Prostate-Specific Antigen Test Overused in Elderly Men
More than half are being tested despite guidelines, study finds
TUESDAY, Nov. 14 (HealthDay News) -- Despite guidelines suggesting the test does elderly patients more harm than good, U.S. physicians routinely perform prostate-specific antigen (PSA) screenings on males over 70, according to a report in the Nov. 15 Journal of the American Medical Association. The findings were presented Nov. 14 at a special American Medical Association men's health news briefing in New York City.
In the study, Louise C. Walter, M.D., and colleagues at the University of California San Francisco examined 2003 U.S. Department of Veterans Affairs data on nearly 600,000 male veterans, aged 70 or over, who were treated at 104 VA facilities nationwide.
Fifty-six percent of these elderly patients received a PSA test in 2003. Although the rate of testing did decline with advancing patient age, the percentage of men receiving the test did not fall with worsening health -- 34 percent of men aged 85 and older rated in "best health" were screened versus 36 percent deemed to be in worst health.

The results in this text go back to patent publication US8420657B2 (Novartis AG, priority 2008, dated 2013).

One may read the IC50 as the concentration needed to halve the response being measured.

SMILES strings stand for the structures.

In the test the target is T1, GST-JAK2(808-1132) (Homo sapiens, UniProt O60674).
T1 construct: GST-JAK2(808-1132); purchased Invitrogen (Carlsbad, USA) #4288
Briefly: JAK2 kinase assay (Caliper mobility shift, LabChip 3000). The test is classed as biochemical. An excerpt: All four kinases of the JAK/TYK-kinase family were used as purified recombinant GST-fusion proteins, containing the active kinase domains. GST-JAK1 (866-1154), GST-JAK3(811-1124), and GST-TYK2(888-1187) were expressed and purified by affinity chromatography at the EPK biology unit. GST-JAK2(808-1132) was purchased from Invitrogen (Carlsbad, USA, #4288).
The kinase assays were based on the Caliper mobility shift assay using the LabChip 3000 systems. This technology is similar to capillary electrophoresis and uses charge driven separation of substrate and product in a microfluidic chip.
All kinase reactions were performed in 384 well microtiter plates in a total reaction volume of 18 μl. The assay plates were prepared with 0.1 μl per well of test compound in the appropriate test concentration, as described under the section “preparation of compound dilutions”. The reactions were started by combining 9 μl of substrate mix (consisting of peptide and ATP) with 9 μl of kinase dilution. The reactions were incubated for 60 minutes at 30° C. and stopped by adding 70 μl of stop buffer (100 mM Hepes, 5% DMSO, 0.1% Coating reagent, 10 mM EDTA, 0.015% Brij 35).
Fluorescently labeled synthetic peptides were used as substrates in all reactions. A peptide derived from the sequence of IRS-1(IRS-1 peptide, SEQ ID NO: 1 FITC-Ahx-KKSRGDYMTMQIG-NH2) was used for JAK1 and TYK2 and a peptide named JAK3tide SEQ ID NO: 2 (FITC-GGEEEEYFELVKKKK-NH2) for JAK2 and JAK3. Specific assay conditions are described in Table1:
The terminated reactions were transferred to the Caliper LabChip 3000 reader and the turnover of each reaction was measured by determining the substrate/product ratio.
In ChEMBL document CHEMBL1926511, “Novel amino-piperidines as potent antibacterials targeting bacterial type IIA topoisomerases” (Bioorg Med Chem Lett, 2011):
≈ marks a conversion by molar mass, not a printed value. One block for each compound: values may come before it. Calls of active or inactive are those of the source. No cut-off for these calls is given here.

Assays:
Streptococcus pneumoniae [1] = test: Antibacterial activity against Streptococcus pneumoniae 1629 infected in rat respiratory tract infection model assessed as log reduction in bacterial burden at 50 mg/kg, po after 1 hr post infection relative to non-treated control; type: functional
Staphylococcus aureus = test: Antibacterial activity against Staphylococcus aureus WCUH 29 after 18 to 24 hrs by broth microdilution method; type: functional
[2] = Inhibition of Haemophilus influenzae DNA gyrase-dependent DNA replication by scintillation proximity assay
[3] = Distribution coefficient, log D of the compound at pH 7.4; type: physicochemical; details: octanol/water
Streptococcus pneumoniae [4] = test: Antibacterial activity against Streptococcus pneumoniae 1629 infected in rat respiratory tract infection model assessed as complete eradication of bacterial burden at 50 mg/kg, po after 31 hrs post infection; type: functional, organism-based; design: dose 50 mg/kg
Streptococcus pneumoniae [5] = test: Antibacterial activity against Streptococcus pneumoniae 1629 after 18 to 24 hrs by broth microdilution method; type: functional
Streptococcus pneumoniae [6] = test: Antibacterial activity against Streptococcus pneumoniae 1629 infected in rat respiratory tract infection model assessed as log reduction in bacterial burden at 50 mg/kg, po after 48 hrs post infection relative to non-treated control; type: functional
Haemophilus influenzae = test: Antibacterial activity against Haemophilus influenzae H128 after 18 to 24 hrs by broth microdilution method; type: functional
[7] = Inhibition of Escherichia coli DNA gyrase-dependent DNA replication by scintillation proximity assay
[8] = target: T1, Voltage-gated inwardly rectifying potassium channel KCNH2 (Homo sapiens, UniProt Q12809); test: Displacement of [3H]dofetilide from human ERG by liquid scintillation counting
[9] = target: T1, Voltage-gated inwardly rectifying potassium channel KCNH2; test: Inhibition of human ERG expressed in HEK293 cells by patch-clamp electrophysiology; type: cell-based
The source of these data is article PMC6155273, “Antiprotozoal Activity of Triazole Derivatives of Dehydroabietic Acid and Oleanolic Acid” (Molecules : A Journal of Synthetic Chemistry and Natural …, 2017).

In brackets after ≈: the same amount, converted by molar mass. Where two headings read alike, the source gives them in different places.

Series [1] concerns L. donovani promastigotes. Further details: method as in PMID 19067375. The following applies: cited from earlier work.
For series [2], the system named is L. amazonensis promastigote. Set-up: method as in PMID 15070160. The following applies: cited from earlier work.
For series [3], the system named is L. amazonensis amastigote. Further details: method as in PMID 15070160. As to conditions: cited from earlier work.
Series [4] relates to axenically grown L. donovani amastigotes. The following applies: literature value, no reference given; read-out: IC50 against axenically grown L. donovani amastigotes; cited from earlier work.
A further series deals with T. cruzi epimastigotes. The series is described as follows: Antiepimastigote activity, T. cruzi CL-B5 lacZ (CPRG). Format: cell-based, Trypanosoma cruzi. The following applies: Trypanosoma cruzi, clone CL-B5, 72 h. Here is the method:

The researchers conclude that rates of PSA screening among the elderly "should be much lower than current practice given the known harms of screening."
In his editorial, Peter C. Albertsen, M.D., of the University of Connecticut Health Center in Farmington, adds that many elderly men have an exaggerated fear of the danger from prostate cancer and the effectiveness of treatment for their age group. According to Albertsen, physicians must counsel these patients that, "When the [PSA] test is applied to older men, the benefits are not likely to exceed the potential harms."